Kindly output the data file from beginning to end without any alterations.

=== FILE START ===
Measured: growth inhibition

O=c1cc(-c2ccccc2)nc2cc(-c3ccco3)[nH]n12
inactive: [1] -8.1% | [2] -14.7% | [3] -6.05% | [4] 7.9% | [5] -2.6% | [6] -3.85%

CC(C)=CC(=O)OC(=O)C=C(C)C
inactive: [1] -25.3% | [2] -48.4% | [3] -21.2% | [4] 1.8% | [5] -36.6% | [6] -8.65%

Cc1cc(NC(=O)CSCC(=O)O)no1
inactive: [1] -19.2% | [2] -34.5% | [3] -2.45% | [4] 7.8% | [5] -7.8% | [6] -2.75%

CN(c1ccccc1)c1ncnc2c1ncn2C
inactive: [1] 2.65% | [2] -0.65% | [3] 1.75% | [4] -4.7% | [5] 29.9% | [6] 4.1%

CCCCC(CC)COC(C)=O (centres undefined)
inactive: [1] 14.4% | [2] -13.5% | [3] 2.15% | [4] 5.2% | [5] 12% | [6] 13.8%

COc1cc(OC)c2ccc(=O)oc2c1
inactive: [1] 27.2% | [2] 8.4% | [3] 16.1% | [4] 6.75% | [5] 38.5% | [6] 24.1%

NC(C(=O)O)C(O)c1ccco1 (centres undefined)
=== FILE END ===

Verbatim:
Measured: growth inhibition

O=c1cc(-c2ccccc2)nc2cc(-c3ccco3)[nH]n12
inactive: [1] -8.1% | [2] -14.7% | [3] -6.05% | [4] 7.9% | [5] -2.6% | [6] -3.85%

CC(C)=CC(=O)OC(=O)C=C(C)C
inactive: [1] -25.3% | [2] -48.4% | [3] -21.2% | [4] 1.8% | [5] -36.6% | [6] -8.65%

Cc1cc(NC(=O)CSCC(=O)O)no1
inactive: [1] -19.2% | [2] -34.5% | [3] -2.45% | [4] 7.8% | [5] -7.8% | [6] -2.75%

CN(c1ccccc1)c1ncnc2c1ncn2C
inactive: [1] 2.65% | [2] -0.65% | [3] 1.75% | [4] -4.7% | [5] 29.9% | [6] 4.1%

CCCCC(CC)COC(C)=O (centres undefined)
inactive: [1] 14.4% | [2] -13.5% | [3] 2.15% | [4] 5.2% | [5] 12% | [6] 13.8%

COc1cc(OC)c2ccc(=O)oc2c1
inactive: [1] 27.2% | [2] 8.4% | [3] 16.1% | [4] 6.75% | [5] 38.5% | [6] 24.1%

NC(C(=O)O)C(O)c1ccco1 (centres undefined)